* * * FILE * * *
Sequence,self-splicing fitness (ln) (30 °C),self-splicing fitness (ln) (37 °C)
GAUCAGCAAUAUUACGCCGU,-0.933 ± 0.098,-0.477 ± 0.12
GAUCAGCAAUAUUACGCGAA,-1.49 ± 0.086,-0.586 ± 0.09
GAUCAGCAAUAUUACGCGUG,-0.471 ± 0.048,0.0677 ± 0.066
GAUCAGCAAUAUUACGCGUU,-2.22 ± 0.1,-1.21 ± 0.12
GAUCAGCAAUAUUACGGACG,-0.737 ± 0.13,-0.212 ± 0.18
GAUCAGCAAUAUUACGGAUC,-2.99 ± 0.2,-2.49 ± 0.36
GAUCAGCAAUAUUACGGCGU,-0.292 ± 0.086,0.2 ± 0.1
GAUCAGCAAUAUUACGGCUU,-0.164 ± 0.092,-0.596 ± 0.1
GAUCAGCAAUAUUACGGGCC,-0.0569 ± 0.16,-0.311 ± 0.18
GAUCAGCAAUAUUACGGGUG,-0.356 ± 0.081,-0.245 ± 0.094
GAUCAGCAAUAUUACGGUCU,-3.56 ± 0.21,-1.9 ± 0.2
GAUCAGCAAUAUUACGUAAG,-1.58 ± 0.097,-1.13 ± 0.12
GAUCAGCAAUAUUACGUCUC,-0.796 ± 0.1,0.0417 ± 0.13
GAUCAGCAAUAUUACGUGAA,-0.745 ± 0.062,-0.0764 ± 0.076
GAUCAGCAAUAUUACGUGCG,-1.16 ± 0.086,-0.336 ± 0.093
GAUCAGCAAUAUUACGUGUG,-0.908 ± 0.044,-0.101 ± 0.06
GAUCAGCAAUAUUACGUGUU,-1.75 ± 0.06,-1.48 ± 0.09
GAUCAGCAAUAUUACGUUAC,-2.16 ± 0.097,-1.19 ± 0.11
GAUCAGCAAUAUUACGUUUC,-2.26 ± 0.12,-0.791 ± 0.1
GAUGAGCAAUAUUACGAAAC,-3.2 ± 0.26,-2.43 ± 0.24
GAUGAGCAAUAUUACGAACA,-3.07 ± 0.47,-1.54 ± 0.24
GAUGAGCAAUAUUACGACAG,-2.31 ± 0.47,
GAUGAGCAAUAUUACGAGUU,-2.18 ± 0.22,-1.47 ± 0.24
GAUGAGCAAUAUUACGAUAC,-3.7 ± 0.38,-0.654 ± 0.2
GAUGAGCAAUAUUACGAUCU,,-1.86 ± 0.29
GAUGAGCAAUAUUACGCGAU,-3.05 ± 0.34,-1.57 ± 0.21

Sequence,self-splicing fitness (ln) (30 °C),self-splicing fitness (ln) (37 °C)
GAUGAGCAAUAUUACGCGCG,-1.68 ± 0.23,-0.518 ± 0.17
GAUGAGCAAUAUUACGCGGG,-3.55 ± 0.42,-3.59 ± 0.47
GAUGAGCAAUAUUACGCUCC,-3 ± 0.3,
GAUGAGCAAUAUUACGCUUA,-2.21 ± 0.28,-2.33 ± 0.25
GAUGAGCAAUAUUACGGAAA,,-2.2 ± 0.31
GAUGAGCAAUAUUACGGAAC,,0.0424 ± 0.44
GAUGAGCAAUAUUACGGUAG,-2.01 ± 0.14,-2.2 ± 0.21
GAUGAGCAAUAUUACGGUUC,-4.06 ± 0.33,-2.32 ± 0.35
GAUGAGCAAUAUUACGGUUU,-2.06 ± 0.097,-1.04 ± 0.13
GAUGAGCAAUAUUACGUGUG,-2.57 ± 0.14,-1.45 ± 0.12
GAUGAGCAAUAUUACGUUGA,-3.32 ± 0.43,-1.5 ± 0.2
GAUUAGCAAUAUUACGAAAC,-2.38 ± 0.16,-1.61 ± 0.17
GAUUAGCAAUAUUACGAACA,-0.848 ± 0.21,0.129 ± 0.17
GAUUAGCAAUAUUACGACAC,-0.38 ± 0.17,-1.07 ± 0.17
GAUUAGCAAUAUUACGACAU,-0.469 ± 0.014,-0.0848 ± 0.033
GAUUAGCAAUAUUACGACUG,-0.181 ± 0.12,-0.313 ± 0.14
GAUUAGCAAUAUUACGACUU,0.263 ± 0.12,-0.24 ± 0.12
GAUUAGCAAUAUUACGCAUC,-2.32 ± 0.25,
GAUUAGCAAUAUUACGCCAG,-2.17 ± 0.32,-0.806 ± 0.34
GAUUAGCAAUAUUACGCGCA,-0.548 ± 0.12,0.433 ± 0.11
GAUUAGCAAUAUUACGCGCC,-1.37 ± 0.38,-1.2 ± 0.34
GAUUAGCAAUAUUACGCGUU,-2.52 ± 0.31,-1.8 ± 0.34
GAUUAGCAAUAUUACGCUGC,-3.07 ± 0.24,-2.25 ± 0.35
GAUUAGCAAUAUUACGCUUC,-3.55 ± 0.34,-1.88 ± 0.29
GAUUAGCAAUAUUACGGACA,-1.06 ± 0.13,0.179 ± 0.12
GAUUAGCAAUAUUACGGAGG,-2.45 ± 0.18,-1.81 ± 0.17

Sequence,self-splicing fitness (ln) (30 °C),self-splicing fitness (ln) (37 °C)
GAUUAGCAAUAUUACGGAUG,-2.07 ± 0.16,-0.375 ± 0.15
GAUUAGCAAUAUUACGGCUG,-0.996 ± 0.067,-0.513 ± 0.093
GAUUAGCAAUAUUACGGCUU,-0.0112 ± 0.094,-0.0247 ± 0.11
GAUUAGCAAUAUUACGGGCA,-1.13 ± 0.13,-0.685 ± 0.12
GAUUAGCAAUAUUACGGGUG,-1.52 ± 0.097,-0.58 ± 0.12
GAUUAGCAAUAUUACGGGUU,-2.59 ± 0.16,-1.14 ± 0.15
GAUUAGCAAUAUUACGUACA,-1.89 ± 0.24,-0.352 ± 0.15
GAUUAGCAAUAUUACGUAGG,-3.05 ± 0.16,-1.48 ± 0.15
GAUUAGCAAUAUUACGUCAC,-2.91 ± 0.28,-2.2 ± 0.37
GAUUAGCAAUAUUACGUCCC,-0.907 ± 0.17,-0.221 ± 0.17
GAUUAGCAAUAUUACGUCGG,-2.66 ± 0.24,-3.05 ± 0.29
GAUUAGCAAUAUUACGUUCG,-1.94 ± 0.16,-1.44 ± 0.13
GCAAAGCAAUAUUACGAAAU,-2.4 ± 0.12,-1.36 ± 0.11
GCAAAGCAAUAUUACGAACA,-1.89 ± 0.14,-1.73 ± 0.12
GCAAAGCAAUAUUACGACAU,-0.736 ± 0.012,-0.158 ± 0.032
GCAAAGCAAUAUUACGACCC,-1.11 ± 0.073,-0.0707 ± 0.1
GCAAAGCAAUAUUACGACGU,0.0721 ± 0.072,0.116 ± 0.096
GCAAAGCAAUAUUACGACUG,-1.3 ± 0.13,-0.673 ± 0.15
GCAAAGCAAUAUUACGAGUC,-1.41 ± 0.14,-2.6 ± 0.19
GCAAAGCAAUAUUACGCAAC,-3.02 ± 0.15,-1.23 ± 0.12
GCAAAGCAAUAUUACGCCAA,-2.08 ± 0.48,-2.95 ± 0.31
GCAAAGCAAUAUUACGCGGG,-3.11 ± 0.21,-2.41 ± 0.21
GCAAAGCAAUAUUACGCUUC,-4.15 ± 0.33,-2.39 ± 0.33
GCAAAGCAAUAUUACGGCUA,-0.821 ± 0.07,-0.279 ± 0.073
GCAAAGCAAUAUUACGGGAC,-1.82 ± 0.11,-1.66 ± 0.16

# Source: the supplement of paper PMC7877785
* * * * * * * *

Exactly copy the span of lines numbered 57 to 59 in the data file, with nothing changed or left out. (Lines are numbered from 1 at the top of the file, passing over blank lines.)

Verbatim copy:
GAUUAGCAAUAUUACGGCUG,-0.996 ± 0.067,-0.513 ± 0.093
GAUUAGCAAUAUUACGGCUU,-0.0112 ± 0.094,-0.0247 ± 0.11
GAUUAGCAAUAUUACGGGCA,-1.13 ± 0.13,-0.685 ± 0.12